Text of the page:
• If the groundbreaking Orange is the New Black couldn’t stop the Modern Family juggernaut, what can?
  • Billy Eichner and Billy on the Street will always be a goddamned delight.

The Veronica Mars Movie: The Ultimate Fan Service

Without the fans, there would be no Veronica Mars movie. In an act that will go down in history books, the film came into existence through the sheer enthusiasm and financial fortitude of the fans. The 2012 Kickstarter campaign raised $5.7 million dollars, whose backers ranged from the mildly curious wanting to participate in the site’s highest-profile campaign, to the most rabid die-hard fans shelling out thousands to appear as a background extra. I didn’t contribute to the campaign myself, as I hadn’t yet fallen prey to the show’s charms. I only arrived at the series a little over a month ago, binge-watching seasons one, two, and three in preparation for the film’s release, the climax to my full-throttle Veronica Mars experience. While I enjoyed the film immensely, at times I felt like the straight-up “fan service” diluted the film’s potential.

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As an extremely recent binge-watcher of Veronica Mars, I was a bit torn in my appreciation of the film. On one hand, the movie was tailor-made for me. With the series fresh in my head, I got every winking reference and was in on every joke. Do casual fans remember that the murdered girlfriend was originally played by Leighton Meester? On the other hand, I had only watched season three’s untidy, yet wholly necessary, ending mere days before. If I had some emotional distance from the series, would I have geeked-out more seeing the characters all grown up? Do these questions even matter?

As the old adage goes, it serves an artist better to give an audience what it needs, rather than what it wants. And boy, did the Veronica Mars movie cater to the fans. It was “fan service” to the nth degree. Series creator and film director Rob Thomas had stated, “partly because [the film] is crowd-sourced, I’m going with the ‘give the people what they want’ version… ‘Let’s not piss people off who all donated. Let’s give them the stuff that I think that they want in the movie.”

As a result of this approach, the movie bent over backwards to make sure every beloved character got their due (next time, Duncan), instead of giving us a truly meaty mystery. The Carrie Bishop murder, while a smart device to bring the action back to Neptune, never quite took off, thanks to all the detours down memory lane. It was standard Veronica Mars mystery fare and the climax between Veronica and Martin Starr (he’s the guest star, so of course he did it) was stale and uninspired (really, a basement showdown?!).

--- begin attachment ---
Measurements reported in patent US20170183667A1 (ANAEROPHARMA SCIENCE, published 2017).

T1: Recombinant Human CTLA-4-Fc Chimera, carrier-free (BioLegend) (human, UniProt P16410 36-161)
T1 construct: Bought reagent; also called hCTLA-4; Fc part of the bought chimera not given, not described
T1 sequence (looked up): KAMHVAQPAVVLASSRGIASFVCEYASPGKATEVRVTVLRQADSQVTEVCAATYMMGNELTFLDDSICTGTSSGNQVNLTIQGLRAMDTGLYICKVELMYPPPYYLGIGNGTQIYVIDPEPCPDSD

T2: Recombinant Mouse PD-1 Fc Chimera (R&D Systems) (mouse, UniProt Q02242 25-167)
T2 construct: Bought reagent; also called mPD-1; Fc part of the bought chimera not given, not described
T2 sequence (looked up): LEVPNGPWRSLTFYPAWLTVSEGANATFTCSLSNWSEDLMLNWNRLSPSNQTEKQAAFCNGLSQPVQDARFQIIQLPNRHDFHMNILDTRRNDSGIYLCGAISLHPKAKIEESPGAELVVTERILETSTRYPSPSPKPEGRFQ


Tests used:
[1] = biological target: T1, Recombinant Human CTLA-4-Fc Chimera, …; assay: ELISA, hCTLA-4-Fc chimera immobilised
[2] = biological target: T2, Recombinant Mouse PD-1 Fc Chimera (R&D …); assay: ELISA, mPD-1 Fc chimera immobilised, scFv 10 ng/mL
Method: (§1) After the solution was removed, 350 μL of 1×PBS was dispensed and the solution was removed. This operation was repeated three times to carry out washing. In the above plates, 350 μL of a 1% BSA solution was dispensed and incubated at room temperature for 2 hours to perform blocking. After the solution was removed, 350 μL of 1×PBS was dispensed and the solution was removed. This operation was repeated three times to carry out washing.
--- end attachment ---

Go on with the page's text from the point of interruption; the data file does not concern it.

The film’s emotional life, much to its detriment, was too focused on all things Logan Echolls (Jason Dohring) and Veronica Mars (Kristen Bell). Rob Thomas decided that what the fans wanted was more LoVe and was determined to spoon-feed us the image of a rehabilitated Logan, down to the pandering shot of him in his too-large Navy uniform. While the sight certainly took the air out of Veronica, it was a touch too blunt. Watching the film eschew all the other dynamic characters in favor of this now-clichéd LoVe story was disappointing. When the fans are the major stakeholders, the film is expected to deliver what they want. But the fans aren’t the authors of this art. The story needed different stakes. Pleasing the fans simply removes all possible surprises. We need to be surprised. It’s healthy, creative, and necessary.

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Granted, there wouldn’t be a Veronica Mars movie if Veronica continued her New York City life with the upstanding Piz (Chris Lowell). Poor, poor Piz. He’ll always have his unbelievably rock star job at This American Life. (Hold on. Am I #TeamPiz because I find everything about him utterly relatable? AM I PIZ? Don’t answer that …this Zimbio quiz already did for me.) Veronica’s emotional decisions, however, seemed more in line with her teenage headspace, than her at 28. Veronica’s father, Keith Mars (Enrico Colantoni, the emotional bedrock of Veronica Mars), was sidelined after his shocker of a car crash, making it clear that the film wasn’t interested in his protestations to leave the bad boy be. Still, Veronica’s character arc of abandoning her burgeoning lawyer career in favor of the alluring and inescapable past in Neptune was strong, addiction metaphor be damned (sorry, Veronica’s addict mom). This pointed character examination elevated the scope of the movie and made it more than just a super-sized episode of television.

At times, the Veronica Mars movie positioned itself as a set-up of things to come, focusing on building the world of Neptune, instead of spending time in the now. I was more intrigued by the film’s B-story, which centered around Weevil (Francis Capra) and Neptune’s corrupt police force, led by the new Sheriff Lamb (Jerry O’Connell). This storyline of police misconduct entwined with racial divides and gentrification stayed truer to the show’s core of smart explorations of social inequity. “When the class war comes, Neptune will be ground zero,” Veronica laments at the top of the film. It’s too bad there wasn’t enough time to dive deeper into these vast class issues.